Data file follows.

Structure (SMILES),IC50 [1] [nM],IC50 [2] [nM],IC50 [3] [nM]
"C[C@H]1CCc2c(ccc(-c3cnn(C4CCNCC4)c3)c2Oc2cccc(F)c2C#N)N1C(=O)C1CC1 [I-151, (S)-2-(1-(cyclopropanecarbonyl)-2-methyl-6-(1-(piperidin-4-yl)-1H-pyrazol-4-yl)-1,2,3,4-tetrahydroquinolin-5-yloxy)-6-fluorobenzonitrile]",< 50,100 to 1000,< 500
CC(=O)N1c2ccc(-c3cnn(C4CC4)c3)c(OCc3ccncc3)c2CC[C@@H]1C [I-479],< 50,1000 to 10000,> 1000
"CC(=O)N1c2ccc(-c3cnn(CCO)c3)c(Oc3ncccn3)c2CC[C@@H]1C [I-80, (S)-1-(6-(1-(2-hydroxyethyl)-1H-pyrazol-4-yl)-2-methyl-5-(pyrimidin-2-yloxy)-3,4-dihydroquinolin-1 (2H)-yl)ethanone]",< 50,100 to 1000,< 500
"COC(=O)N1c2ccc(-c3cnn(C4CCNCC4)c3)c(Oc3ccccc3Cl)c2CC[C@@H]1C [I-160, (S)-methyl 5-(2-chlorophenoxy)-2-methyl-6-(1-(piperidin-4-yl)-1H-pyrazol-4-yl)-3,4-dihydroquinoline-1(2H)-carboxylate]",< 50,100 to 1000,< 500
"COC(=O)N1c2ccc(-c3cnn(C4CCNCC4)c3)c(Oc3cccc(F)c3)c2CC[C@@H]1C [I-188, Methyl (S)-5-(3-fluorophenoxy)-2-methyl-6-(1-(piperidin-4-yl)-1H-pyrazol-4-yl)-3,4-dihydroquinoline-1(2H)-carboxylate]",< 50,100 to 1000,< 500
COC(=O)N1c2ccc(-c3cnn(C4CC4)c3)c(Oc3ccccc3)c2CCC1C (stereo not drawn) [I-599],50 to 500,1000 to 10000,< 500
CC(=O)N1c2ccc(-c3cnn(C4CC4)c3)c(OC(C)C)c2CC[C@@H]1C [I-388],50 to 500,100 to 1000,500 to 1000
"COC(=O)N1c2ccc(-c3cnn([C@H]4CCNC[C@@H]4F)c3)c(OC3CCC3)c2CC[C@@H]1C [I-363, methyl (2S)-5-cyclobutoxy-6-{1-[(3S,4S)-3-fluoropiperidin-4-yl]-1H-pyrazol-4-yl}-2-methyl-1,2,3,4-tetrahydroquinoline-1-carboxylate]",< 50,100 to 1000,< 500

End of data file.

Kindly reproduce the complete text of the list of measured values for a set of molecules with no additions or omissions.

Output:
Structure (SMILES),IC50 [1] [nM],IC50 [2] [nM],IC50 [3] [nM]
"C[C@H]1CCc2c(ccc(-c3cnn(C4CCNCC4)c3)c2Oc2cccc(F)c2C#N)N1C(=O)C1CC1 [I-151, (S)-2-(1-(cyclopropanecarbonyl)-2-methyl-6-(1-(piperidin-4-yl)-1H-pyrazol-4-yl)-1,2,3,4-tetrahydroquinolin-5-yloxy)-6-fluorobenzonitrile]",< 50,100 to 1000,< 500
CC(=O)N1c2ccc(-c3cnn(C4CC4)c3)c(OCc3ccncc3)c2CC[C@@H]1C [I-479],< 50,1000 to 10000,> 1000
"CC(=O)N1c2ccc(-c3cnn(CCO)c3)c(Oc3ncccn3)c2CC[C@@H]1C [I-80, (S)-1-(6-(1-(2-hydroxyethyl)-1H-pyrazol-4-yl)-2-methyl-5-(pyrimidin-2-yloxy)-3,4-dihydroquinolin-1 (2H)-yl)ethanone]",< 50,100 to 1000,< 500
"COC(=O)N1c2ccc(-c3cnn(C4CCNCC4)c3)c(Oc3ccccc3Cl)c2CC[C@@H]1C [I-160, (S)-methyl 5-(2-chlorophenoxy)-2-methyl-6-(1-(piperidin-4-yl)-1H-pyrazol-4-yl)-3,4-dihydroquinoline-1(2H)-carboxylate]",< 50,100 to 1000,< 500
"COC(=O)N1c2ccc(-c3cnn(C4CCNCC4)c3)c(Oc3cccc(F)c3)c2CC[C@@H]1C [I-188, Methyl (S)-5-(3-fluorophenoxy)-2-methyl-6-(1-(piperidin-4-yl)-1H-pyrazol-4-yl)-3,4-dihydroquinoline-1(2H)-carboxylate]",< 50,100 to 1000,< 500
COC(=O)N1c2ccc(-c3cnn(C4CC4)c3)c(Oc3ccccc3)c2CCC1C (stereo not drawn) [I-599],50 to 500,1000 to 10000,< 500
CC(=O)N1c2ccc(-c3cnn(C4CC4)c3)c(OC(C)C)c2CC[C@@H]1C [I-388],50 to 500,100 to 1000,500 to 1000
"COC(=O)N1c2ccc(-c3cnn([C@H]4CCNC[C@@H]4F)c3)c(OC3CCC3)c2CC[C@@H]1C [I-363, methyl (2S)-5-cyclobutoxy-6-{1-[(3S,4S)-3-fluoropiperidin-4-yl]-1H-pyrazol-4-yl}-2-methyl-1,2,3,4-tetrahydroquinoline-1-carboxylate]",< 50,100 to 1000,< 500